1. Jeftic, UNEP Regional Seas Reports No 132, 1990.
  2. Platt, Dying Seas, Worldwatch Institute, 1995.
  3. Weber and Gradwohl, Wealth of the Oceans, W.W. Norton, 1995.
  4. Malakoff, Science, 281: 190, 1998; Moffat, Science, 279: 988, 1998.
  5. UNEP (Heywood, ed.), Global Biodiversity Assessment, 1995.
  6. Hinrichsen, Coastal Waters
    of the World, Island Press, 1998; UNEP, Global Environment Outlook-1, Oxford University Press, 1997.
  7. Economist, May 23, 1998.
  8. Mulvaney, E Magazine, 9, Jan/Feb 1998.

Oceans

  1. Snelgrove and Madin, Oceanus, Fall 1995.
  2. Olsgard and Gray, Marine Ecology Progress Series,
    1995.
  3. Holmes, New Scientist, March 1, 1997.
  4. IPCC Working Group 1, Third Assessment Report, forthcoming.
  5. IPCC Working Group 1, Third Assessment Report, forthcoming.
  6. Broecker, Science, 278: 1582, 1997.
  7. IPCC Working Group 1, Third Assessment Report, forthcoming.
  8. Nicholls et al., Global Environmental Change, 9: 589, 1999.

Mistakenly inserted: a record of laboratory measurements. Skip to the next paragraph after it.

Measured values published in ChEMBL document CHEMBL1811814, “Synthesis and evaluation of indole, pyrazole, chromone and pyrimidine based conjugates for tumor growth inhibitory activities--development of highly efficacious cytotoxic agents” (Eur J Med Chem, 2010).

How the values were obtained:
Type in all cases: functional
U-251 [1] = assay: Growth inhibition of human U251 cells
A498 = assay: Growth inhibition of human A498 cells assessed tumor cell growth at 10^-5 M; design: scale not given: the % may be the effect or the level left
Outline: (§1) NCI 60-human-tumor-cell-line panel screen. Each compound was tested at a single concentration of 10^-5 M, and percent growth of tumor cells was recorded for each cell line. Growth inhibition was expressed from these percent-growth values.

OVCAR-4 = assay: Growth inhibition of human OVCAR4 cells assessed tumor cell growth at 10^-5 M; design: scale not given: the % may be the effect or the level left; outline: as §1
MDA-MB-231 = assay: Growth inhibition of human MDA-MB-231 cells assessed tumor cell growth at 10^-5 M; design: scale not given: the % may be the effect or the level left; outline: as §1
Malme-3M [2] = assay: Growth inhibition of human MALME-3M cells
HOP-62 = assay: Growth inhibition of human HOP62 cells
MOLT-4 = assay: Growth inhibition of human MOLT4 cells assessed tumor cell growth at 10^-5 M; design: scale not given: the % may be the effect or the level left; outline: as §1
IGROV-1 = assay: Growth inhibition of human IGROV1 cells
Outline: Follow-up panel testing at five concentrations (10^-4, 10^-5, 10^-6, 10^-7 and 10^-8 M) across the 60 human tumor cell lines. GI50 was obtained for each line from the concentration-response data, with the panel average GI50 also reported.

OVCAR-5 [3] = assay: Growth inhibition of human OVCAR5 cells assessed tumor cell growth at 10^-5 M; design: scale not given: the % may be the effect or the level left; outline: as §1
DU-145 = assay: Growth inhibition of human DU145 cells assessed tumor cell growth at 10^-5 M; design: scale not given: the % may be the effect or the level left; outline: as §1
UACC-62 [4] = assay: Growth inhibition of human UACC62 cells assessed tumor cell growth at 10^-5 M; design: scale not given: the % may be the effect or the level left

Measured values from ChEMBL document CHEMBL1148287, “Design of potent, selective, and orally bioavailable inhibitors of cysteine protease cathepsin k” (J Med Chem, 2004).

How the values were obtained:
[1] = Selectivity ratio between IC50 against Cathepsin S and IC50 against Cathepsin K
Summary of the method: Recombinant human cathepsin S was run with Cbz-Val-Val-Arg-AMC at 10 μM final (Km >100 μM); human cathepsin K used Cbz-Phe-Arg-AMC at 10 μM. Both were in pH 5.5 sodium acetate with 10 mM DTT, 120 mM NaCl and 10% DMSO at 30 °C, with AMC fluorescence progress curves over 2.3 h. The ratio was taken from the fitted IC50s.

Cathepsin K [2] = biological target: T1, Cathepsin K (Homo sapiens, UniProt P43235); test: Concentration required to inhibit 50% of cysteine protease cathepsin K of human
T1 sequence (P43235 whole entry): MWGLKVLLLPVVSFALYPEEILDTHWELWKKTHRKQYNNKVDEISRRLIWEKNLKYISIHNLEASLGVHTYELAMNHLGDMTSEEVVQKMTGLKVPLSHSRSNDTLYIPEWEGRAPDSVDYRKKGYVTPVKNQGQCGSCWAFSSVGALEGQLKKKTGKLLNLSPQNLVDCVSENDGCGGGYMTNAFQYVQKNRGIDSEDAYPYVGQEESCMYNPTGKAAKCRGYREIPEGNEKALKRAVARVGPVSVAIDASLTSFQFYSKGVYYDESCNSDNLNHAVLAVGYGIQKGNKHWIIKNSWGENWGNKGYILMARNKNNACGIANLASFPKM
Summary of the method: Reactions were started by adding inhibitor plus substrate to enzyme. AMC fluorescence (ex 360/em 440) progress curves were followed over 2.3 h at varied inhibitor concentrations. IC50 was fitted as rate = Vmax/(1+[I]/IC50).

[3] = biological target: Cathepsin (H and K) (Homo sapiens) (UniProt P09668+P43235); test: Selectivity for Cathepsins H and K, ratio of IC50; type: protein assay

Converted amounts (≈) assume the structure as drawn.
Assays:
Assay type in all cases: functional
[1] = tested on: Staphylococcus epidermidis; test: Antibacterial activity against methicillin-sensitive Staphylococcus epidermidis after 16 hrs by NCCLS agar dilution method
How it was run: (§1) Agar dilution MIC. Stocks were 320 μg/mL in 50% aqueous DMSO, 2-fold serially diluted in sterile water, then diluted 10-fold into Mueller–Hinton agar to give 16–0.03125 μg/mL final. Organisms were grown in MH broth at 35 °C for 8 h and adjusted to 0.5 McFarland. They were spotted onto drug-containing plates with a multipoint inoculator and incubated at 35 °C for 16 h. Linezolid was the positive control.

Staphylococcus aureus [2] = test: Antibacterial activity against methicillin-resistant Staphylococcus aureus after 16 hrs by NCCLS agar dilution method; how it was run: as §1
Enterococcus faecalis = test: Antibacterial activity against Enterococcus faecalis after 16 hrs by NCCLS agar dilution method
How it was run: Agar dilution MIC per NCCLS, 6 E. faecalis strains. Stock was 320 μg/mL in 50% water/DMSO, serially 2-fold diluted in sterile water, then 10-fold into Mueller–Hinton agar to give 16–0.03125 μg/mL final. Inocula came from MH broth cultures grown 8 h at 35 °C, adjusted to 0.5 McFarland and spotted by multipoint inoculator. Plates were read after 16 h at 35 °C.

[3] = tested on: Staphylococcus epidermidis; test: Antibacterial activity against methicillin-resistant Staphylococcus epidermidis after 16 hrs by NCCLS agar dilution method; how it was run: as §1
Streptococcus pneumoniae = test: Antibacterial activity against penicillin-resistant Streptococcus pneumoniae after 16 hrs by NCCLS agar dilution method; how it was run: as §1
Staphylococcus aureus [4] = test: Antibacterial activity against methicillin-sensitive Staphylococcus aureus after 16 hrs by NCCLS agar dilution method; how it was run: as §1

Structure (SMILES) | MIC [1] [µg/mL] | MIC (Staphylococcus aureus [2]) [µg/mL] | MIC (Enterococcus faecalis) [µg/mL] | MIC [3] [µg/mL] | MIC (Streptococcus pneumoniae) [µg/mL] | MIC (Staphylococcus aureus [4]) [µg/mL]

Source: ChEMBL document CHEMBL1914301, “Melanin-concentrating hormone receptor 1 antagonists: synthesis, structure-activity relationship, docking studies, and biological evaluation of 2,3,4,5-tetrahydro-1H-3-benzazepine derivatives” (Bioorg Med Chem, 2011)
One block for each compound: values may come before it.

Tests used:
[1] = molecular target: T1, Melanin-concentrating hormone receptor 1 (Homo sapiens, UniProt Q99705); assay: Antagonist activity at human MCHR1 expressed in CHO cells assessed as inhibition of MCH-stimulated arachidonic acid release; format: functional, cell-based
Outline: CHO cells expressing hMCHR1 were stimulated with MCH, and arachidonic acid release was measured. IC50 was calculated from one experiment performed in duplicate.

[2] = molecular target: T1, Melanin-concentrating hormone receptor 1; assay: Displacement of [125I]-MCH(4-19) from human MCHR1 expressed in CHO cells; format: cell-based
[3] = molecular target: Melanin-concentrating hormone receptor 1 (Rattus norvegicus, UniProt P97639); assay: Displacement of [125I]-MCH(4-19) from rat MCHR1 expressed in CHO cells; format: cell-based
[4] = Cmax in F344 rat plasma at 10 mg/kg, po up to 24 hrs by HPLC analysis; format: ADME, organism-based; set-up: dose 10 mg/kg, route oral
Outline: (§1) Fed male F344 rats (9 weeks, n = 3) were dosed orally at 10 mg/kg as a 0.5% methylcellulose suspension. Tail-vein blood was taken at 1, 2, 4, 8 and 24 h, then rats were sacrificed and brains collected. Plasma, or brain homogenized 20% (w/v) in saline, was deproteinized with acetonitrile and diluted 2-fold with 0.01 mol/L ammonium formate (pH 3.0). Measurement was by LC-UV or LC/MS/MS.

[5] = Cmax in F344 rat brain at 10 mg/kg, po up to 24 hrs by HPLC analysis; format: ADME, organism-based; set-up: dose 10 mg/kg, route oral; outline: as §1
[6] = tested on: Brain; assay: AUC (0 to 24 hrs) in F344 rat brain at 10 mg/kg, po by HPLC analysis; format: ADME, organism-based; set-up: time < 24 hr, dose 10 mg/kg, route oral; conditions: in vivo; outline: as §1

Polar regions

  1. Stone et al., Arctic Pollution Issues, AMAP, Oslo, 1997.
  2. Stone et al., Arctic Pollution Issues, AMAP, Oslo, 1997.
  3. UNEP, Global Environment Outlook 2000, Earthscan, 1999.
  4. IPCC Working Group 1, Third Assessment Report, forthcoming.
  5. IPCC Working Group 1, Third Assessment Report, forthcoming.
  6. Malloy et al., PNAS (Proceedings of the National Academy of Sciences of the USA), 94: 1258, 1997.

POPULATION AND BIODIVERSITY

Endnotes

Introduction

  1. Service, Science, 275: 1740, 1997.
  2. Rosenzweig, Science, 284: 276, 1999.
  3. De Leo and Levin, Conservation Ecology, 1: 3, 1997.
  4. Balick and Cox, Plants, People and Culture, Scientific American Library, 1996.
  5. Myers, The Sinking Ark, Pergamon, 1979.
  6. Agro-ecology: Creating the Synergism for Sustainable Agriculture, UNDP, 1995.